How to choose a down jacket

When you’re heading out into the great outdoors, there’s nothing better than a down jacket to keep you protected against the cold. In this guide, we will look at how to find the best down jacket for your needs and answer some of the most common questions about fit, fill and durability.

Let’s get started!

What is a down jacket?

Down is a natural insulating later that’s found on ducks and geese, it helps keep their bodies warm when they’re swimming in cold water. Down jackets are insulated with these feathers to provide warmth and insulation, both duck and goose feathers are used in these jackets but goose is regarded as the warmest and lightest of the two.

The loft (fluffiness) of down acts as a great insulator and creates thousands of tiny air pockets to trap and retain heat. The more air that can be trapped between you and the cold air, the better you’re insulated and the warmer you will be. In terms of warmth-to-weight ratio, down is the best insulator around and is highly resistant to damage caused by compression – making it the perfect choice to pack in your kit bag!

What is down fill power?

When you’re searching for a down jacket you may come across the ‘fill power’ of the jacket. This rating is the measure of the loft of the down and how insulating it is. The higher the fill power rating, the more insulating the jacket is for its weight.

Fill Power Rating
400 – 450 Medium
500 – 550 Good
55 – 750 Very Good
750 – 900 Excellent

Fill power is calculated in laboratory conditions by measuring in cubic inches per ounce. An ounce of down is compressed in a glass cylinder and the ability to ‘bounce back’ and the loft is what gives us the fill power rating.

The fill power rating also gives an indication of the quality of the down used. The better quality down, the higher the fill power rating!

There is another figure that is typically associated with down jacket measurement, this is the percentage of down to the percentage of feathers. This is usually found in the jacket specifications as 90/10, for example. The higher the percentage of down to feather, the higher the fill power. Feathers do not produce that all-important loft, so the more feathers the lower the fill power and the less insulating the jacket will be.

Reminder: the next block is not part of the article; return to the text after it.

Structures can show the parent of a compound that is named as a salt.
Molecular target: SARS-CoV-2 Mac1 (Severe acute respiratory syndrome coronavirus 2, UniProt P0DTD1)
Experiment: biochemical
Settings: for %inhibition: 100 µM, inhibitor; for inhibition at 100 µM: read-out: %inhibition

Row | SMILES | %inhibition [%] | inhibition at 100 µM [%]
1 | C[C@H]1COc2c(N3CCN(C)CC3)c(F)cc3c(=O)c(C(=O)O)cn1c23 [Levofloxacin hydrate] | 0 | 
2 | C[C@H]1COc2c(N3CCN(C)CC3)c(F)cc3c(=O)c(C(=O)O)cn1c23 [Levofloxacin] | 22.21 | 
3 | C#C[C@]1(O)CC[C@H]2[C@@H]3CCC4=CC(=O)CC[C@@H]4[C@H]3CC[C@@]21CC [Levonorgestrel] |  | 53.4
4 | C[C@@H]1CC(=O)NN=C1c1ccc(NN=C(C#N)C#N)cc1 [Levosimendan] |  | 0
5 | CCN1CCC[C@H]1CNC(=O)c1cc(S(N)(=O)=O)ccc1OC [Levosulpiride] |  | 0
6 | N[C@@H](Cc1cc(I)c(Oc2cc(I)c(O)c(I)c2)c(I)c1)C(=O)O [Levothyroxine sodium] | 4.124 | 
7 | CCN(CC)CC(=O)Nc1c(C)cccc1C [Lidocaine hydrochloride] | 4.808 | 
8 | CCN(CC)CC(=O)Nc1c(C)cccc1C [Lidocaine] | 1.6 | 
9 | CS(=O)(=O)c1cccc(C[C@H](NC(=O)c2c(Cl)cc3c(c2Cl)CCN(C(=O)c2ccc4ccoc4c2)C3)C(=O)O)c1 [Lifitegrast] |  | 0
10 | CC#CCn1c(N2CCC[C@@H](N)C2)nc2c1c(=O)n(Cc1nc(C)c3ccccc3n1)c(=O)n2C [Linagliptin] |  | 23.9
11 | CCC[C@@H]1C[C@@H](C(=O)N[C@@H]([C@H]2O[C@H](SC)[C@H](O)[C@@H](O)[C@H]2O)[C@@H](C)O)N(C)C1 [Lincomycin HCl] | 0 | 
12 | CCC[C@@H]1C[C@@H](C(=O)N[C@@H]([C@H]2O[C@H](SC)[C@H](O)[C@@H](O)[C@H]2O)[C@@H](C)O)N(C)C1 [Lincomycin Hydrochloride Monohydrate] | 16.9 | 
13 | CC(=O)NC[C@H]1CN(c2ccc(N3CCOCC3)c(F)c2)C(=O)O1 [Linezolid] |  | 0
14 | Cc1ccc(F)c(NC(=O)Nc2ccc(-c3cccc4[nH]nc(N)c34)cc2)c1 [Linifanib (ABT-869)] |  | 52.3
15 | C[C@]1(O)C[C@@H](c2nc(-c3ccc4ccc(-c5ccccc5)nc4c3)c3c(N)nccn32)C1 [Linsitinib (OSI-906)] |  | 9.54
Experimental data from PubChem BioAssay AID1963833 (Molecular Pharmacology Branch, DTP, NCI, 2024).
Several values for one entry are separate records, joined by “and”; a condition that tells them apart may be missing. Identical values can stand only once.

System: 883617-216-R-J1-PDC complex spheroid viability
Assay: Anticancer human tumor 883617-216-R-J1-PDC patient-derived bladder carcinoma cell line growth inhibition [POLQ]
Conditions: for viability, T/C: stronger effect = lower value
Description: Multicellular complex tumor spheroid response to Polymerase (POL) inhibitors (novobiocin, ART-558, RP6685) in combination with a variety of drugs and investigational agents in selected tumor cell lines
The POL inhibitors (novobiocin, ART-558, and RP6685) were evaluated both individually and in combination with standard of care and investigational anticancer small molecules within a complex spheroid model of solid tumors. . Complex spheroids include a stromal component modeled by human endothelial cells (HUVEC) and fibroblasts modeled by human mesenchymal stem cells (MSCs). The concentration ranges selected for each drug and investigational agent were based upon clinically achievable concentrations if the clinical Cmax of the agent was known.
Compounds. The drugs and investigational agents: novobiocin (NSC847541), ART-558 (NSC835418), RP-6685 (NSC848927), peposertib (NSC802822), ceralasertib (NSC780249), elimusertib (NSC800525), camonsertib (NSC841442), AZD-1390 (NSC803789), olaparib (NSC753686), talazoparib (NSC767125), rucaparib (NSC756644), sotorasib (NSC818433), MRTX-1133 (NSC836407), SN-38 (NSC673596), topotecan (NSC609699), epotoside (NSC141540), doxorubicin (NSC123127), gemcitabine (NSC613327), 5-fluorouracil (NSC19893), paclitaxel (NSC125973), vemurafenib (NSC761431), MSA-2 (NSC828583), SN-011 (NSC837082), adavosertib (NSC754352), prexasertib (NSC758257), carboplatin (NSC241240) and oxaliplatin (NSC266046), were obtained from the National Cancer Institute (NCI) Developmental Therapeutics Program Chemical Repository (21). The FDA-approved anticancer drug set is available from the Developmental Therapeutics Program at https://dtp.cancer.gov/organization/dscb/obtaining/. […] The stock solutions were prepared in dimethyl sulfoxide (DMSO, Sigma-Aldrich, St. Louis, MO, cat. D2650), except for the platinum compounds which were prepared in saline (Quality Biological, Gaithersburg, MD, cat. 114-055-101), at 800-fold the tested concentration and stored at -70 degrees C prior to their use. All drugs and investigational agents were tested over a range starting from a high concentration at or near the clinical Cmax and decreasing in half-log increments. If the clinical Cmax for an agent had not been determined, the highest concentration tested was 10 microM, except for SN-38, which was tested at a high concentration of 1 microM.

Real vs Synthetic Insulation

There are synthetic insulation jackets on the market, however real down feathers are much lighter than their synthetic counterpart. Real down jackets offer excellent heat retention however, loses this insulating ability when wet, synthetic jackets have the benefit of retaining heat even when damp which can prove valuable when wearing in tough conditions. Although down jackets tend to be more expensive than synthetic versions, down tends to last longer if looked after, has a higher warmth to weight ratio and a smaller packed size for trips where space matters.

Concerns regarding how down is sourced have led to many brands, including Patagonia, using ‘traceable down’ or ‘certified responsibly sourced down’ to help address fears that their sources are unethical.

Sewn-through vs. Box Wall?

There are two main construction methods for down jackets: sewn-through and box wall. Let’s take a look at the benefits of each one!


Sewn-through down jackets are the most common type, and the easiest to construct. The outer material is stitched directly into the inner lining separating the down into different horizontal baffles. This method of jacket construction uses less fabric and is lighter than the baffled technique. Although most jacket manufacturers use this method, the drawback is that the sewn seams create potential cold spots in the jacket.

Box Wall

A horizontal box wall construction is the warmer option for those looking for a down jacket. This method utilises loft more efficiently, resulting in less cold spots where warmth escapes the jacket. The box wall compartments are designed to hold the down in place around the body to offer maximum performance. Jackets made using this method are typically heavier and do not pack as small as their sewn through counterparts.

How should a down jacket fit?

When buying a down jacket you need to ensure that you get a fit that’s not too tight, and not too loose. This can be hard to gauge so consider how many layers you will be wearing underneath the jacket on a typical trip and ensure that there’s not too much extra room for cold air to come in through the hem or arms.

Down jackets are quite bulky by nature so you need to make sure that you can move your arms freely when wearing it.

Look out for other features to enhance your jacket when searching for the perfect one. Cuffed wrists and waist details can help retain warmth and padded pockets will ensure your hands are never cold on a chilly day! A hood will also help add extra warmth but could impact the weight of your jacket.

If you’re looking for a new down jacket, you’re in luck! At World Backpacker we offer a wide range of down jackets for men and women from top performance brands such as Berghaus and Marmot. Each brand brings innovative technology to the table, with striking designs that are built to last.

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